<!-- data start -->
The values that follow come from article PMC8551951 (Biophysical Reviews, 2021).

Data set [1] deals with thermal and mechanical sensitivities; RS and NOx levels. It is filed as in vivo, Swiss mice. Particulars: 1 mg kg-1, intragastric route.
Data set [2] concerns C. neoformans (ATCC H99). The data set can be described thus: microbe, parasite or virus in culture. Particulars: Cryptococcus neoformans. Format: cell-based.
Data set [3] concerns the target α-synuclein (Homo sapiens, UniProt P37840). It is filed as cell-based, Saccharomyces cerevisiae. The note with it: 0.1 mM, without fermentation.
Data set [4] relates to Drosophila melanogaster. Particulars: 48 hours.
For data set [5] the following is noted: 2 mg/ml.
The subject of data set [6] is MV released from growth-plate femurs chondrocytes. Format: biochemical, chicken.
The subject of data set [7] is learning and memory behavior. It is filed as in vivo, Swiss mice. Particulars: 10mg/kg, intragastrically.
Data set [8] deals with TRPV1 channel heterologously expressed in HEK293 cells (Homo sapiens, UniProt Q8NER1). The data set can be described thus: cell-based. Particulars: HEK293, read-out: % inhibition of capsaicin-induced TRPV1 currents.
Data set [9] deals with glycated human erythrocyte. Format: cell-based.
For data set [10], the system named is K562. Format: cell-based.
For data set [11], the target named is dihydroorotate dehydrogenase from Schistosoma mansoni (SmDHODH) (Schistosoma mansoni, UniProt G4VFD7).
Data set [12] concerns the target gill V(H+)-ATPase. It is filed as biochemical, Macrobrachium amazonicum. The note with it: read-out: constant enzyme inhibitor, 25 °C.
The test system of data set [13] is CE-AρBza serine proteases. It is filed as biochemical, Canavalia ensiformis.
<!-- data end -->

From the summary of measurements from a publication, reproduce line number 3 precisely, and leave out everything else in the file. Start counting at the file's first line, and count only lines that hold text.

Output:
Data set [2] concerns C. neoformans (ATCC H99). The data set can be described thus: microbe, parasite or virus in culture. Particulars: Cryptococcus neoformans. Format: cell-based.